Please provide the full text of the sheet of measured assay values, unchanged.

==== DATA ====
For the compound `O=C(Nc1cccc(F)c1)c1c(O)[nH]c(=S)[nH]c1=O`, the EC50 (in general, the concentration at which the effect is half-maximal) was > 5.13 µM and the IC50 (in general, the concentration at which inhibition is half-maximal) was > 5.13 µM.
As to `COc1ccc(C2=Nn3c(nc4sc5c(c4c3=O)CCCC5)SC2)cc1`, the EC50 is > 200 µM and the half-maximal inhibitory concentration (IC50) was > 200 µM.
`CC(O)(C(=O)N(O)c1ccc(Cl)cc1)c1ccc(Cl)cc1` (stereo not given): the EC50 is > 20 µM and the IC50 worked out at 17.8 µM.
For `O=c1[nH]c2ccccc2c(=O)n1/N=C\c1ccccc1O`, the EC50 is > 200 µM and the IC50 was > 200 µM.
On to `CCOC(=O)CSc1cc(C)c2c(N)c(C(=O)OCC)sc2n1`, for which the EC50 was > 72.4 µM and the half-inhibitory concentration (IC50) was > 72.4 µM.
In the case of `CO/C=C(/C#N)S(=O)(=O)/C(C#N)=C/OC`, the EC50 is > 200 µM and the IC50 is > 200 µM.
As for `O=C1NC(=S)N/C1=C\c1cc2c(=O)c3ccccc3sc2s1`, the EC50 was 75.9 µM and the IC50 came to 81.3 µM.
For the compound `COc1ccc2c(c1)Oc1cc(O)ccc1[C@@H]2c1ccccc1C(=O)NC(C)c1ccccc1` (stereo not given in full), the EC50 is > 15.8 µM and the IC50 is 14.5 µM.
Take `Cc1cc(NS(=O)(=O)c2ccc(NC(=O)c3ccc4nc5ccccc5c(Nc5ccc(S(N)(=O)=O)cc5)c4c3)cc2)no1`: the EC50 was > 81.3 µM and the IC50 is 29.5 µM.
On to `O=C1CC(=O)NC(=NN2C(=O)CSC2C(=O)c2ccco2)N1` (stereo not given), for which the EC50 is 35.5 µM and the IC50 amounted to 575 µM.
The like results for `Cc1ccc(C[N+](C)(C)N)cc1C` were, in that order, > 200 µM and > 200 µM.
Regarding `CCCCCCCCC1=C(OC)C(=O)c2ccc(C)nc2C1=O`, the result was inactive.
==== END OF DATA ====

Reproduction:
For the compound `O=C(Nc1cccc(F)c1)c1c(O)[nH]c(=S)[nH]c1=O`, the EC50 (in general, the concentration at which the effect is half-maximal) was > 5.13 µM and the IC50 (in general, the concentration at which inhibition is half-maximal) was > 5.13 µM.
As to `COc1ccc(C2=Nn3c(nc4sc5c(c4c3=O)CCCC5)SC2)cc1`, the EC50 is > 200 µM and the half-maximal inhibitory concentration (IC50) was > 200 µM.
`CC(O)(C(=O)N(O)c1ccc(Cl)cc1)c1ccc(Cl)cc1` (stereo not given): the EC50 is > 20 µM and the IC50 worked out at 17.8 µM.
For `O=c1[nH]c2ccccc2c(=O)n1/N=C\c1ccccc1O`, the EC50 is > 200 µM and the IC50 was > 200 µM.
On to `CCOC(=O)CSc1cc(C)c2c(N)c(C(=O)OCC)sc2n1`, for which the EC50 was > 72.4 µM and the half-inhibitory concentration (IC50) was > 72.4 µM.
In the case of `CO/C=C(/C#N)S(=O)(=O)/C(C#N)=C/OC`, the EC50 is > 200 µM and the IC50 is > 200 µM.
As for `O=C1NC(=S)N/C1=C\c1cc2c(=O)c3ccccc3sc2s1`, the EC50 was 75.9 µM and the IC50 came to 81.3 µM.
For the compound `COc1ccc2c(c1)Oc1cc(O)ccc1[C@@H]2c1ccccc1C(=O)NC(C)c1ccccc1` (stereo not given in full), the EC50 is > 15.8 µM and the IC50 is 14.5 µM.
Take `Cc1cc(NS(=O)(=O)c2ccc(NC(=O)c3ccc4nc5ccccc5c(Nc5ccc(S(N)(=O)=O)cc5)c4c3)cc2)no1`: the EC50 was > 81.3 µM and the IC50 is 29.5 µM.
On to `O=C1CC(=O)NC(=NN2C(=O)CSC2C(=O)c2ccco2)N1` (stereo not given), for which the EC50 is 35.5 µM and the IC50 amounted to 575 µM.
The like results for `Cc1ccc(C[N+](C)(C)N)cc1C` were, in that order, > 200 µM and > 200 µM.
Regarding `CCCCCCCCC1=C(OC)C(=O)c2ccc(C)nc2C1=O`, the result was inactive.